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Surviving the Conversation Age: 3 Ways to ‘Speak Human’ in a Content-Crowded World - 12/7/2016 -


By Kevin Lund

"Blah. Blah. Blah.”

This is what most people hear when exposed to marketing messages, no matter what medium is used. Members and customers demand more than catchy slogans and slick ad campaigns. But — in what’s evolved into an overwhelmingly egregious disconnect — most organizations struggle to communicate even the most essential messages that will differentiate their brand in today’s crowded, confusing, and expectation-laden marketplace.

With technology making it easier than ever for people to block and otherwise avoid advertising and marketing messages as they go about their lives, organizations ubiquitously scramble for solutions — ultimately turning to content marketing to help them make and maintain meaningful connections with the marketplace ... to the tune of an estimated $50billionspent by U.S. businesses for 2015. However, like many marketing innovations that are incubated to solve problems, content marketing could quickly lose its impact.

Those who are wildly successful at content marketing understand the strategy is not just starting a blog and creating social media accounts. It’s a disciplined approach to communicating with a target audience — one offering ample opportunity to tell a simple, human story that will educate, inform, entertain and, most importantly, compel customers in a way that fully captures mind– and market–share through messaging that truly resonates.

Associations must completely re-imagine their approach to connecting with members and customers. How? By simply communicating with them instead of talking at them. Specifically, speak human. This is not just in a given "handshake moment,” but rather it is a continual friendly engagement, with an individual or the marketplace at large, that is built primarily by trust and performance.

Here are three strategies that can help you make and maintain meaningful connections and create a lifetime value with members and customers in ways that’ll set your organization’s brand apart in a crowded marketplace, tell an authentic story, foster maximized marketplace engagement, and breed brand loyalty:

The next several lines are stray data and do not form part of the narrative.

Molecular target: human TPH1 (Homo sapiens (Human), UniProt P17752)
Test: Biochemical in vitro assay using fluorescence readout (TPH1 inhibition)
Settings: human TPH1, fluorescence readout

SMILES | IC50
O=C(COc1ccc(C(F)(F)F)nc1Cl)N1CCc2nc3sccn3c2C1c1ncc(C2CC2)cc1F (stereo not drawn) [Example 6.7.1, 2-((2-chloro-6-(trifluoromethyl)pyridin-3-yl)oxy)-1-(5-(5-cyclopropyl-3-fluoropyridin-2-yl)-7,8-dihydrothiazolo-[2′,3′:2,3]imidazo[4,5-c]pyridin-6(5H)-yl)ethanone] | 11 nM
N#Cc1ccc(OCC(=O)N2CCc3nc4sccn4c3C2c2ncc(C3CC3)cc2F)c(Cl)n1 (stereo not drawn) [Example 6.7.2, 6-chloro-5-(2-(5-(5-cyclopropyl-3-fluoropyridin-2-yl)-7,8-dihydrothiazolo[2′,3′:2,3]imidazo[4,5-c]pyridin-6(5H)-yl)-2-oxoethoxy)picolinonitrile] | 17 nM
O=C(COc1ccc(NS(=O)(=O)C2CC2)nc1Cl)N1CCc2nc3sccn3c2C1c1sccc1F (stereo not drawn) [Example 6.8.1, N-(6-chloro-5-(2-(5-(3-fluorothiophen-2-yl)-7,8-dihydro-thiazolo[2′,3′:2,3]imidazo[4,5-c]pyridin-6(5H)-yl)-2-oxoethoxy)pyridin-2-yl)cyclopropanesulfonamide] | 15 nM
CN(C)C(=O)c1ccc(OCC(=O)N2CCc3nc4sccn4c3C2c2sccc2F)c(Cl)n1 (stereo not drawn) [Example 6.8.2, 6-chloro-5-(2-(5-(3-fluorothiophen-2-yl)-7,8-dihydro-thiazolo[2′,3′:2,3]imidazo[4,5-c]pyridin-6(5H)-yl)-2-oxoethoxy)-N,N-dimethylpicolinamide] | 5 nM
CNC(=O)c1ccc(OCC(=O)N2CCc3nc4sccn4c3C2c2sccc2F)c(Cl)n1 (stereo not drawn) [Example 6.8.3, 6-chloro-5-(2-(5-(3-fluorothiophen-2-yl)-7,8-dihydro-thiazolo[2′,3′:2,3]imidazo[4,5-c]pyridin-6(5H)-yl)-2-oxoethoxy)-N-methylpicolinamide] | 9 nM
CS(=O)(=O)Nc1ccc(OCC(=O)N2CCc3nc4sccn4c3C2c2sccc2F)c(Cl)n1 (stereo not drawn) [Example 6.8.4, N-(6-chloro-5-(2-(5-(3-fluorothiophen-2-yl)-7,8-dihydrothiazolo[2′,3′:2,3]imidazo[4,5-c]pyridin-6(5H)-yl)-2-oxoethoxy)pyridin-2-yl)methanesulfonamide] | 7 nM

1. Recalibrate low-level communications.We have long struggled with linear, low-level, or one-way communication. It is a completely timeless human phenomenon that is at the core of every conflict or stalemate, from the ones we experience at home, work, and in our communities. We focus on transmitting information, but lose sight of the critical need for feedback, response, or an actual human exchange of emotions or ideas. However, for decades this was our only way of receiving communication from advertisers, and many consumers stomached it because there was no alternative.

Today’s social networking tools can effectively and surreptitiously disguise "reach” with "results,” often only perpetuating linear, low-level communication. For example, you’re on Twitter and Facebook and you’re tweeting and posting five times a day, and perhaps growing a fan and follower base on each like clockwork. But your zealous, disciplined approach doesn’t mean you’re doing it effectively. Who, exactly, are all those followers, friends, and fans? Are you really creating content or telling an authentic story? It might be that you are simply tweeting and posting just to check it off your task list, and that your followers are re-tweeting or liking you for the exact same reason. If that’s the case, then they’re not really followers or actual friends at all.

Connectioninvolves more than just opening a communication channel for that channel’s sake, or doing social media just because someone at some seminar told you that you should. Your handshake moment is where people actually discover the essence of who you are as a brand for the first time. If that’s the case, what are they going to find? Will they be greeted by a sales pitch? A slogan? A press or media kit? Or are they going to find a real person — someone they might want to reach out to,someonegreets them with a warm hello? If you’re not asking these questions — let alone answering them — chances are your content is simply traditional advertising disguised as substance wearing a new outfit.